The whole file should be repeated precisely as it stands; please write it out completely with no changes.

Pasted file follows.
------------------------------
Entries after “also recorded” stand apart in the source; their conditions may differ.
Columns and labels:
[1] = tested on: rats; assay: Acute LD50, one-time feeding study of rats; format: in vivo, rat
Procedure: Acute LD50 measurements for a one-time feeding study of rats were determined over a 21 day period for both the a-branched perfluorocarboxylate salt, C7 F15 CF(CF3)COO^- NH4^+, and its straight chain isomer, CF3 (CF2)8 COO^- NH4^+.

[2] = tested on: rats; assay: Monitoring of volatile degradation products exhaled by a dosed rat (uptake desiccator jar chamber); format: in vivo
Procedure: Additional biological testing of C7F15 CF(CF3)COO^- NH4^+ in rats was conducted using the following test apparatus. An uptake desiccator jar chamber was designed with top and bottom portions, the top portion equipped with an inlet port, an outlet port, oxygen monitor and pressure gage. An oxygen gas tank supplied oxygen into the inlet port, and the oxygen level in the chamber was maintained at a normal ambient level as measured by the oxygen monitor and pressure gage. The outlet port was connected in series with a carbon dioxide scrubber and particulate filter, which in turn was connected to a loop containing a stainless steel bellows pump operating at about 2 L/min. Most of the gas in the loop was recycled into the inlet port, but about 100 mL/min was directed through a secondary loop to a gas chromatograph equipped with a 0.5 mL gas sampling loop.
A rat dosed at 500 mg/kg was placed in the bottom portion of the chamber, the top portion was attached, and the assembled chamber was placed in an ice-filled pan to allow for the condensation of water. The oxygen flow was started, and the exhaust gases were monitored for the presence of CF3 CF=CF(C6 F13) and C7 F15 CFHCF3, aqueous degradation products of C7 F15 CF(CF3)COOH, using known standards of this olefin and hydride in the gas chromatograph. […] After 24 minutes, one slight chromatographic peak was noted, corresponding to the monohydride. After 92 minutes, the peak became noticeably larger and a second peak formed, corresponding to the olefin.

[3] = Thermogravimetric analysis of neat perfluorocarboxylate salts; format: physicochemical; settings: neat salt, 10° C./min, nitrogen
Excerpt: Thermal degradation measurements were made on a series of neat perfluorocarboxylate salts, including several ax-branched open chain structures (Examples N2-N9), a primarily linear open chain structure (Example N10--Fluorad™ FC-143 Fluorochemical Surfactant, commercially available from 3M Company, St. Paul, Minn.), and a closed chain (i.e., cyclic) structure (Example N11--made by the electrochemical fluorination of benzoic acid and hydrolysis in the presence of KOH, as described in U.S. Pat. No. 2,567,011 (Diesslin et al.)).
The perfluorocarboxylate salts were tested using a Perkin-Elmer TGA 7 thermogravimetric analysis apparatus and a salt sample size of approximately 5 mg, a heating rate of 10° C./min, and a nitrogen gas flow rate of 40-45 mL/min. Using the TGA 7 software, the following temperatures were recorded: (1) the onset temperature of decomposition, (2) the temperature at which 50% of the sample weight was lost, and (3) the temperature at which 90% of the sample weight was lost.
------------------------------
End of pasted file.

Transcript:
Entries after “also recorded” stand apart in the source; their conditions may differ.
Columns and labels:
[1] = tested on: rats; assay: Acute LD50, one-time feeding study of rats; format: in vivo, rat
Procedure: Acute LD50 measurements for a one-time feeding study of rats were determined over a 21 day period for both the a-branched perfluorocarboxylate salt, C7 F15 CF(CF3)COO^- NH4^+, and its straight chain isomer, CF3 (CF2)8 COO^- NH4^+.

[2] = tested on: rats; assay: Monitoring of volatile degradation products exhaled by a dosed rat (uptake desiccator jar chamber); format: in vivo
Procedure: Additional biological testing of C7F15 CF(CF3)COO^- NH4^+ in rats was conducted using the following test apparatus. An uptake desiccator jar chamber was designed with top and bottom portions, the top portion equipped with an inlet port, an outlet port, oxygen monitor and pressure gage. An oxygen gas tank supplied oxygen into the inlet port, and the oxygen level in the chamber was maintained at a normal ambient level as measured by the oxygen monitor and pressure gage. The outlet port was connected in series with a carbon dioxide scrubber and particulate filter, which in turn was connected to a loop containing a stainless steel bellows pump operating at about 2 L/min. Most of the gas in the loop was recycled into the inlet port, but about 100 mL/min was directed through a secondary loop to a gas chromatograph equipped with a 0.5 mL gas sampling loop.
A rat dosed at 500 mg/kg was placed in the bottom portion of the chamber, the top portion was attached, and the assembled chamber was placed in an ice-filled pan to allow for the condensation of water. The oxygen flow was started, and the exhaust gases were monitored for the presence of CF3 CF=CF(C6 F13) and C7 F15 CFHCF3, aqueous degradation products of C7 F15 CF(CF3)COOH, using known standards of this olefin and hydride in the gas chromatograph. […] After 24 minutes, one slight chromatographic peak was noted, corresponding to the monohydride. After 92 minutes, the peak became noticeably larger and a second peak formed, corresponding to the olefin.

[3] = Thermogravimetric analysis of neat perfluorocarboxylate salts; format: physicochemical; settings: neat salt, 10° C./min, nitrogen
Excerpt: Thermal degradation measurements were made on a series of neat perfluorocarboxylate salts, including several ax-branched open chain structures (Examples N2-N9), a primarily linear open chain structure (Example N10--Fluorad™ FC-143 Fluorochemical Surfactant, commercially available from 3M Company, St. Paul, Minn.), and a closed chain (i.e., cyclic) structure (Example N11--made by the electrochemical fluorination of benzoic acid and hydrolysis in the presence of KOH, as described in U.S. Pat. No. 2,567,011 (Diesslin et al.)).
The perfluorocarboxylate salts were tested using a Perkin-Elmer TGA 7 thermogravimetric analysis apparatus and a salt sample size of approximately 5 mg, a heating rate of 10° C./min, and a nitrogen gas flow rate of 40-45 mL/min. Using the TGA 7 software, the following temperatures were recorded: (1) the onset temperature of decomposition, (2) the temperature at which 50% of the sample weight was lost, and (3) the temperature at which 90% of the sample weight was lost.